It looks like the fans in Toronto won’t have Dion Phaneuf around to boo for a while.
The veteran defenseman, who the Maple Leafs fans have soured on in less than a year in blue and white (causing heated debate in Toronto about whether Brian Burke should be criticizing the paying customers after they voice their displeasure), is going to miss four to six weeks with a laceration suffered Tuesday night.
Phaneuf was taken to the hospital after he was cut by Ottawa forward Peter Regin’s skate in the second period. He underwent successful surgery, according to the team.
Depending on your perspective on Phaneuf, this could be a help or a hurt to the Leafs and/or the Bruins. In 11 games this season, Phaneuf has famously posted just four assists (no goals) and a minus-6 rating. The Leafs are off to a 5-5-1 start after losing their last three.
Those that’ve been razzing Phaneuf at the Air Canada Centre undoubtedly believe the Leafs will be better off without their captain. But common sense says this is a major blow to an already-sliding Leafs squad. That, of course, bodes well for Boston, as the Bruins are again in possession of the Leafs’ first-round pick next June. The better the lottery chances for the Leafs/Bruins, the best that Phil Kessel trade continues to look.
“You can’t replace Dion and what he brings to the team, but other people will have to step up in a leadership role and be vocal,” Toronto head coach Ron Wilson told reporters following the Leafs’ 3-2 loss to the Sens. “We’ve got a deep defense. Some guys will get some more minutes. We should be able to weather the storm.”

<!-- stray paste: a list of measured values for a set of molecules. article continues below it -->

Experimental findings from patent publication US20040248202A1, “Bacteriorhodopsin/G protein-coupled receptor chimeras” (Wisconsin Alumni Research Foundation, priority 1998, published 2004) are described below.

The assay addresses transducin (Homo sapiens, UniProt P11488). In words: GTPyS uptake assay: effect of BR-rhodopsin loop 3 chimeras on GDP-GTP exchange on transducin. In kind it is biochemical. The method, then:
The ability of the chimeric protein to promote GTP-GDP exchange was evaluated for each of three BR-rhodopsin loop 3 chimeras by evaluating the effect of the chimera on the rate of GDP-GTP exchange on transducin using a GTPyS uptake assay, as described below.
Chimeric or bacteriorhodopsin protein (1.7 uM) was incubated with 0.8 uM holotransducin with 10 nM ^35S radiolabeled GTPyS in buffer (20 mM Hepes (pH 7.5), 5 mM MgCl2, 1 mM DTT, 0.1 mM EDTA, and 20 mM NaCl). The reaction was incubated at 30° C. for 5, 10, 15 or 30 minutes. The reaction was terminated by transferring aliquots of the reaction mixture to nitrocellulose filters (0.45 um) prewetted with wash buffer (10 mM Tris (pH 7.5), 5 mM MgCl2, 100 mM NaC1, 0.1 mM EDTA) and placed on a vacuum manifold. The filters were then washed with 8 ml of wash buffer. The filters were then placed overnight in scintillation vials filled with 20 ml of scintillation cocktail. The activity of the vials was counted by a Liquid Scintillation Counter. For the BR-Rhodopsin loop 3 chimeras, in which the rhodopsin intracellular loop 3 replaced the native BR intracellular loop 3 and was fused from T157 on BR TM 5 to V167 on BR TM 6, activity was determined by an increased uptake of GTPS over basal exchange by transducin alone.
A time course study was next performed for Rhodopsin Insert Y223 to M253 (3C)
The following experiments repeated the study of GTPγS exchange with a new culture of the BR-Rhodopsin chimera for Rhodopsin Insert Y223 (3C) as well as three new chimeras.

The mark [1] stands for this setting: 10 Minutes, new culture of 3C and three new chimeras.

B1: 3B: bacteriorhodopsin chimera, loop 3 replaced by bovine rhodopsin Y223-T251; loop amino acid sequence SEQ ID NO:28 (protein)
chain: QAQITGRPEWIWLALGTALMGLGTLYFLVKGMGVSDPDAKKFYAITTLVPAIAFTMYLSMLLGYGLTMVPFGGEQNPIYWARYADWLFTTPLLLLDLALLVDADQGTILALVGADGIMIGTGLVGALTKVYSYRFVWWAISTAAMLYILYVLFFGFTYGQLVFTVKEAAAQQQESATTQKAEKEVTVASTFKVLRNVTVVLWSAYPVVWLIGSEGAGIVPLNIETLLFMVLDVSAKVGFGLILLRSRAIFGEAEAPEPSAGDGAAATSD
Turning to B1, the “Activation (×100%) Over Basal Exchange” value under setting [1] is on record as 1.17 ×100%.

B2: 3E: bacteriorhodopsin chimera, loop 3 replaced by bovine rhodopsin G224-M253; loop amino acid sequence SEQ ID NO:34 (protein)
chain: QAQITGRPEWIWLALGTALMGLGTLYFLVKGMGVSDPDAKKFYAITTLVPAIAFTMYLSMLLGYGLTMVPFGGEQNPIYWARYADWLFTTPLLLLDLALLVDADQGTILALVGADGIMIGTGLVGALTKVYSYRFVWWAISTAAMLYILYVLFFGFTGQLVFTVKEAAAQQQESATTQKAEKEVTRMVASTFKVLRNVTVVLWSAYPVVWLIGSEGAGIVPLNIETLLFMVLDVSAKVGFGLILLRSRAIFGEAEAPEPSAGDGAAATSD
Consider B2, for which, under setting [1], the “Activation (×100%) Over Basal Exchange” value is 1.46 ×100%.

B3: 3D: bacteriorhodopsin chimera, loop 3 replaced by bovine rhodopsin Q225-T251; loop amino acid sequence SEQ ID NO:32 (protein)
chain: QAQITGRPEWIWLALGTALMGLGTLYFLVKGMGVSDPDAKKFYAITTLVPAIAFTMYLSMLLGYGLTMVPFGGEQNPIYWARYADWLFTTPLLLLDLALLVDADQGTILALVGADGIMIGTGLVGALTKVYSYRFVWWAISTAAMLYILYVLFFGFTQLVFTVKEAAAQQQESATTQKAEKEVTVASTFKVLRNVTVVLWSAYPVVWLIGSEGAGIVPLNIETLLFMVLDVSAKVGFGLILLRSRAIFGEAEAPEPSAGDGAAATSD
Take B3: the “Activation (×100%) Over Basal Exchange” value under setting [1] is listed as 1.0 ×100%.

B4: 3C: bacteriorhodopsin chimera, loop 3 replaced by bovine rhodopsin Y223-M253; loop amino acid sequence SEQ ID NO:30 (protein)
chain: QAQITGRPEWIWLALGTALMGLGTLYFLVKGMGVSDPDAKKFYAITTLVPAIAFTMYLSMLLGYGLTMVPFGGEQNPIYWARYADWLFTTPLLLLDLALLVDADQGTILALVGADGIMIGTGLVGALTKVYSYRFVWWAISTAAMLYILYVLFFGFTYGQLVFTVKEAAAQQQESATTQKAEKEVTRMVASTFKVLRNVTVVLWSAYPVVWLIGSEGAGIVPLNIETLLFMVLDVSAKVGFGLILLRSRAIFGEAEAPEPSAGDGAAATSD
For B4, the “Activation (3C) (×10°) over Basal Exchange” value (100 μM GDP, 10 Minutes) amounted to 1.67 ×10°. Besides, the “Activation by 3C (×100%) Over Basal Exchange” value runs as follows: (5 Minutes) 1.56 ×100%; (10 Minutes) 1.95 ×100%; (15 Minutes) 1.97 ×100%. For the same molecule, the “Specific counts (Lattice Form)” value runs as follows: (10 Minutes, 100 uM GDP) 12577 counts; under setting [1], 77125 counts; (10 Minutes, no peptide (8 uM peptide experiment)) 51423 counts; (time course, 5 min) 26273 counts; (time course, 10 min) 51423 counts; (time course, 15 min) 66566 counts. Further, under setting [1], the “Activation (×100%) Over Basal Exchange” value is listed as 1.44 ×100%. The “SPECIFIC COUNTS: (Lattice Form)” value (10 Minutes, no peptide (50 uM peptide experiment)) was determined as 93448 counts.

Here’s what James Mirtle of the Globe and Mail had to write today about the Phaneuf injury absence:
“There’s been a suggestion out there today that perhaps the Leafs will be better off without Phaneuf, but looking at the pairings they have to work with, it’s hard to see how that’s the case. None of Gunnarsson, Lebda or Komisarek have played particularly well or received many minutes this season, and at least one is now inline for a big bump in ice time.
“Yes, Phaneuf has been prone to defensive errors and is a minus player so far, but he has also been part of a defensive unit that has dramatically cut down the shots and chances against this season. He likely shouldn’t play as many minutes as he does in tough situations, but he’s a more effective player than anyone Toronto has among its No. 5 to 7 blueliners and his loss will definitely be felt.”
The Bruins play the second game of their season series with the Maple Leafs Dec. 4, so there’s no telling if they’ll face Phaneuf — Nathan Horton’s first fighting partner in three years — at the ACC that night. It’s also difficult to believe that by then the Leafs will be in a better standings position than they are now without their No. 1 blueliner.